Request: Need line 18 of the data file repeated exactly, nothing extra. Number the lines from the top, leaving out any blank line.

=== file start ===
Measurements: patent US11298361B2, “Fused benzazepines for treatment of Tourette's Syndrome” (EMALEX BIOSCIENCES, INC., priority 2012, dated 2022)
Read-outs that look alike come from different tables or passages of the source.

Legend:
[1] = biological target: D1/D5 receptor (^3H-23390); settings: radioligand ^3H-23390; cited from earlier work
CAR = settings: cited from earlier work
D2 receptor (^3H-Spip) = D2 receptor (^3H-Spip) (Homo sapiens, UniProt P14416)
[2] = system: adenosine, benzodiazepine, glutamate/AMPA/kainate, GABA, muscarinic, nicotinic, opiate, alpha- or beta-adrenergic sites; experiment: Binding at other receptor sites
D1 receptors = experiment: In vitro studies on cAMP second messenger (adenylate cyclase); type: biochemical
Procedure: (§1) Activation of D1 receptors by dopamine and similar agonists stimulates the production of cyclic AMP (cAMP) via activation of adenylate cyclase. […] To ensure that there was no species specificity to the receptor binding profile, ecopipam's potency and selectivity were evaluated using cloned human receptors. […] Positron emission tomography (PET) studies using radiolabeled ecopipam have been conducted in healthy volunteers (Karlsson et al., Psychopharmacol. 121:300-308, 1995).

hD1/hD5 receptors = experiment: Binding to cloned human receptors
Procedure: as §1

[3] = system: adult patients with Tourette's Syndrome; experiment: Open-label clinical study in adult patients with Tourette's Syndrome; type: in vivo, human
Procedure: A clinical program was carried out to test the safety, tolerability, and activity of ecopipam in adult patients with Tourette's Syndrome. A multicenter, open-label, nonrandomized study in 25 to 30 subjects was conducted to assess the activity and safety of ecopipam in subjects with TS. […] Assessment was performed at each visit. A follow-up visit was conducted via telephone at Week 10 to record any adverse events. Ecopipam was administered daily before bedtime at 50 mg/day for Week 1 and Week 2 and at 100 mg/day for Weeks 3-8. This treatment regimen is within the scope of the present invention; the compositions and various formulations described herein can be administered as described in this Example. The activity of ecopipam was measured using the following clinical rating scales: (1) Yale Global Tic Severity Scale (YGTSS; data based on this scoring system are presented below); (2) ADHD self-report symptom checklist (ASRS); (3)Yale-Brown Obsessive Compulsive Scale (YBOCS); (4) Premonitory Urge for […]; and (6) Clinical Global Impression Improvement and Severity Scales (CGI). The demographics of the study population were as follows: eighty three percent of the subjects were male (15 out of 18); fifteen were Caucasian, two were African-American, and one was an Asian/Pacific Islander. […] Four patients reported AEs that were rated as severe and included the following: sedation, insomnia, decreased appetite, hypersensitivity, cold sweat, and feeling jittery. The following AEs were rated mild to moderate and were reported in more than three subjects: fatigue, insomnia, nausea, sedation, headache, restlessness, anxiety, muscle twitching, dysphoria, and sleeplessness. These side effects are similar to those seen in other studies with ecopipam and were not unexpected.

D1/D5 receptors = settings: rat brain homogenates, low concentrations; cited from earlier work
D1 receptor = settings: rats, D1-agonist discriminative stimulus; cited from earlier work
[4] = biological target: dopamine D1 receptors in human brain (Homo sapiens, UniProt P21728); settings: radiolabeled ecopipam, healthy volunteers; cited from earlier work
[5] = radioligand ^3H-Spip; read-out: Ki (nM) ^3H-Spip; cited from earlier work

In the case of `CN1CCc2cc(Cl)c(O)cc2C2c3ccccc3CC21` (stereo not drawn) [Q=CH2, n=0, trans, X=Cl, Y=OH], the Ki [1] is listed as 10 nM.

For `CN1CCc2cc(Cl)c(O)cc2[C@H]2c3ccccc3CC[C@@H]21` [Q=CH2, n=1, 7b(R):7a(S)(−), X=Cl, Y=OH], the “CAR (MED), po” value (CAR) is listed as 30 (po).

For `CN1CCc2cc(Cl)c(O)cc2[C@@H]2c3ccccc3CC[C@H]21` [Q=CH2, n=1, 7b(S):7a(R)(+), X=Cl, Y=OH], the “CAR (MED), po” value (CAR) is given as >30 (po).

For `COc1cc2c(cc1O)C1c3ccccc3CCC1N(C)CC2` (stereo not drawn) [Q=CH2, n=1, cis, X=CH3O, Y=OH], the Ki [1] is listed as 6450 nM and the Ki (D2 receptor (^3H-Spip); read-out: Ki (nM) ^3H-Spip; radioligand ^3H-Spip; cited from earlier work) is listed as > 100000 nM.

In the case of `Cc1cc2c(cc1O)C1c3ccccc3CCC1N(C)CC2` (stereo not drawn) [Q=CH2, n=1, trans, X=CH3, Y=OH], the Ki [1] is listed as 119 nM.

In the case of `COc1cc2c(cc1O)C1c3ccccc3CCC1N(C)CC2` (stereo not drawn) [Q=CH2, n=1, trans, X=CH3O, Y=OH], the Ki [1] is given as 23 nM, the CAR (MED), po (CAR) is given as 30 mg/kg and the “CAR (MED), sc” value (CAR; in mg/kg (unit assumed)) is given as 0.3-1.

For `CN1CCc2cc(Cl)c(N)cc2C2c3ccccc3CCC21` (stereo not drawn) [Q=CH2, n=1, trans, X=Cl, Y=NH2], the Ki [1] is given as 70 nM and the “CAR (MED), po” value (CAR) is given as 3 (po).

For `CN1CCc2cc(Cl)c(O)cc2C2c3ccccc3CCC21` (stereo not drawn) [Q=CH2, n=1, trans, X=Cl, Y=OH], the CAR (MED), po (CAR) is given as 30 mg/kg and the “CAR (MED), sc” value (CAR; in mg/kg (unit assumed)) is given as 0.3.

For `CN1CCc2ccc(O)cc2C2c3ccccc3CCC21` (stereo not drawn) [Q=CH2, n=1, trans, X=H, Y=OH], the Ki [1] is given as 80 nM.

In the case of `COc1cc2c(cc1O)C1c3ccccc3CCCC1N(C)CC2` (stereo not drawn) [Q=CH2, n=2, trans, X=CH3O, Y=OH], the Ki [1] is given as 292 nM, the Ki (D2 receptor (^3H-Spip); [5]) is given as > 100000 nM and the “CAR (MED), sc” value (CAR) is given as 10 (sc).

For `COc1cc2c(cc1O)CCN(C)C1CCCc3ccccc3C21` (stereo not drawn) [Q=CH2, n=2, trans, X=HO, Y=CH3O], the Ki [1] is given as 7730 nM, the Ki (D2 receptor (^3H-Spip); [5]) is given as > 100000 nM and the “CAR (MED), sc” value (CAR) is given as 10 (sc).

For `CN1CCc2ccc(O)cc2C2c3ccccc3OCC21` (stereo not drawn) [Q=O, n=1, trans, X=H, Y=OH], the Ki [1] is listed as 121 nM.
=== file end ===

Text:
In the case of `CN1CCc2cc(Cl)c(O)cc2C2c3ccccc3CC21` (stereo not drawn) [Q=CH2, n=0, trans, X=Cl, Y=OH], the Ki [1] is listed as 10 nM.